MARCH 16, 2006

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Northeastern State to lead new statewide degree program for adults

The Oklahoma Regents for Higher Education recently announced that Northeastern State University, Tahlequah, will serve as the lead institution for a new statewide accelerated degree program tailored for working adults.

NSU, which also has campuses in Broken Arrow and Muskogee, was designated the lead institution for the soon-to-be-named Adult Degree Completion Program. Through the program, working adults can earn a bachelor's degree in as little as 18 months.

In order for individuals to qualify for the new program, they must have already attended college and successfully completed at least 72 credit hours. Officials expect to launch the program in January 2007.

"We are pleased that Northeastern is willing to take on such an important leadership role for this program that we believe will have a significant impact in our state," Chancellor Paul Risser said. "NSU faculty and staff have readily demonstrated that they can successfully work with other campuses to develop and implement a high-quality, rigorous adult degree program."

Risser said that recent research of students who attended Oklahoma colleges during the last 10 years revealed that more than 69,000 former students currently qualify for the degree completion program. The U.S. Census Bureau reports that more than 334,000 Oklahomans over the age of 25 have more than a year of college, but not a baccalaureate degree.

"The potential is certainly there. The key thing we must do is to convince those individuals that returning to college and finishing their degrees would enhance their quality of life. And, at the same time, they would be helping to strengthen Oklahoma's economy. It's definitely a win-win situation for everybody," Risser said.

As the lead institution for the Adult Degree Completion Program, NSU will coordinate and organize the program, which includes working with faculty across the state to develop the core curriculum. Participating universities will provide students with multiple learning environments, such as face-to-face classes, Web-based resources and activities, individual and group projects, capstone achievements, and recognition of prior learning, all of which will be aimed at helping students complete their degrees.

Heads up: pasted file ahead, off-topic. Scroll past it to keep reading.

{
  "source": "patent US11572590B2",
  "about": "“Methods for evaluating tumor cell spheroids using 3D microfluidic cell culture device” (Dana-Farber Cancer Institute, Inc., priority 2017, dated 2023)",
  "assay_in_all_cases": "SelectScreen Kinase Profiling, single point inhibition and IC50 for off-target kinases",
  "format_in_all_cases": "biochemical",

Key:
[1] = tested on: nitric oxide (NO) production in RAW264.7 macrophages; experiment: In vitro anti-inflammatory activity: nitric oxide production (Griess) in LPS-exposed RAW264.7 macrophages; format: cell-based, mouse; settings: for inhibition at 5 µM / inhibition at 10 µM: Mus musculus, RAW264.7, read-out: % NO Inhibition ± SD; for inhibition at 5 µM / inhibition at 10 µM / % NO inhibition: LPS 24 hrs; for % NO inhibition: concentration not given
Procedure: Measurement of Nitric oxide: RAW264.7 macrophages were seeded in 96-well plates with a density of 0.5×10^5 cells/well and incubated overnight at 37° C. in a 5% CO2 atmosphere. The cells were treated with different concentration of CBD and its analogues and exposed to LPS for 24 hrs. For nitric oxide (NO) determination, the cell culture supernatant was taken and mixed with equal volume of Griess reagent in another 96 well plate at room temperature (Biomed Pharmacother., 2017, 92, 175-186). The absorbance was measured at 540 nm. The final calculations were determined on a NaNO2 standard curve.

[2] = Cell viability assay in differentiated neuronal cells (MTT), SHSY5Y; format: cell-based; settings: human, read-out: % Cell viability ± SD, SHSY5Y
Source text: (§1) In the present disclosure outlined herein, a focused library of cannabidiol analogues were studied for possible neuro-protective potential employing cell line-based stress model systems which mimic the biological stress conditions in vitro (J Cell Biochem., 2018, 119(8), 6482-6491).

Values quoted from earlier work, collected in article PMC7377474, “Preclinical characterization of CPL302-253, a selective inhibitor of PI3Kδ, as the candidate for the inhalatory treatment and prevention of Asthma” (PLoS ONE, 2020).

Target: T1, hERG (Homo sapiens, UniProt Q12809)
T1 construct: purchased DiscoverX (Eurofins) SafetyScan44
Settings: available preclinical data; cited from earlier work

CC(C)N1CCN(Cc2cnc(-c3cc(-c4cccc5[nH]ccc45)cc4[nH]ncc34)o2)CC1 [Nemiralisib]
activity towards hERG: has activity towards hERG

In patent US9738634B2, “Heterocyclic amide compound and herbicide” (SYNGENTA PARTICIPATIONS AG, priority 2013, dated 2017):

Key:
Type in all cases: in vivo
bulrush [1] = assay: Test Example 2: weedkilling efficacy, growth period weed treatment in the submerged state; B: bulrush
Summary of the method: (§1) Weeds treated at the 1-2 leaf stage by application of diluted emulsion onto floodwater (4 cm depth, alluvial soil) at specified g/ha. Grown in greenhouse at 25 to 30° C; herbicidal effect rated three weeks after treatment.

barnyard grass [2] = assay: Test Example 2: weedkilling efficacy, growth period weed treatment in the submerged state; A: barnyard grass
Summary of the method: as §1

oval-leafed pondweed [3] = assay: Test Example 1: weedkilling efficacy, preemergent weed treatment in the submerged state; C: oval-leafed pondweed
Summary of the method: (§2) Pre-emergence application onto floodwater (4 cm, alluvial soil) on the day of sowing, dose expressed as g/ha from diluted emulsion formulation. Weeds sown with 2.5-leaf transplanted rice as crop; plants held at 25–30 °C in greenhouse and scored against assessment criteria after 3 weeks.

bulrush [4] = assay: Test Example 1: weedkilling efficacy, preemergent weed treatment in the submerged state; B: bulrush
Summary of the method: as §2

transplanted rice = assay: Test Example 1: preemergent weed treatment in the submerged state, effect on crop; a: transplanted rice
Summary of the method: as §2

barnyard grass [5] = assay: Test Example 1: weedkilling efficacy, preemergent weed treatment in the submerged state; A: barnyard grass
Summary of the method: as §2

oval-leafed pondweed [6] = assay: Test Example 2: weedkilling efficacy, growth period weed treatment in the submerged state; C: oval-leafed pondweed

A recognized leader in Oklahoma higher education, Northeastern was one of the first universities to go online with its nursing degree program, provides the state's only four-year certified financial planner program, recently added what is believed to be the nation's only degree in a Native language (Cherokee Education), and offers Oklahoma's only doctoral program in Optometry.

In addition, NSU demonstrated leadership in the area of alternative degree opportunities for students in 2002, when the institution introduced the innovative bachelor of general studies degree program. Students who have accumulated college credit hours but have not yet declared a major can work with advisors to tailor a degree plan to suit their needs.

"The State Regents' Adult Degree Completion Program fits with Northeastern's mission to make educational goals a reality for thousands of Oklahomans who otherwise might not have the opportunity to return to the classroom," said NSU President Larry Williams. "While it's truly a monumental task, we at Northeastern are honored and stand ready to lead the state in the administration of this landmark educational program. As Oklahoma's premier regional university, NSU looks forward to working with our peer institutions as we do our part to ensure Oklahoma's adult learners achieve their education goals."

State Regents' Chair Cheryl P. Hunter said the State Regents and university officials began discussing the creation of an accelerated degree program for working adults more than a year ago. It later became one of five goal-oriented projects in the State Regents' 2005 Public Agenda for Higher Education and is currently part of their public agenda for 2006.

"The Adult Degree Completion Program can help the thousands of Oklahomans who are so close to earning a bachelor's degree," Hunter said. "Accelerated degree programs certainly aren't new to Oklahoma, but this program will provide adults with a flexible and affordable alternative. They will also receive instruction from very knowledgeable and talented faculty from our own State System universities."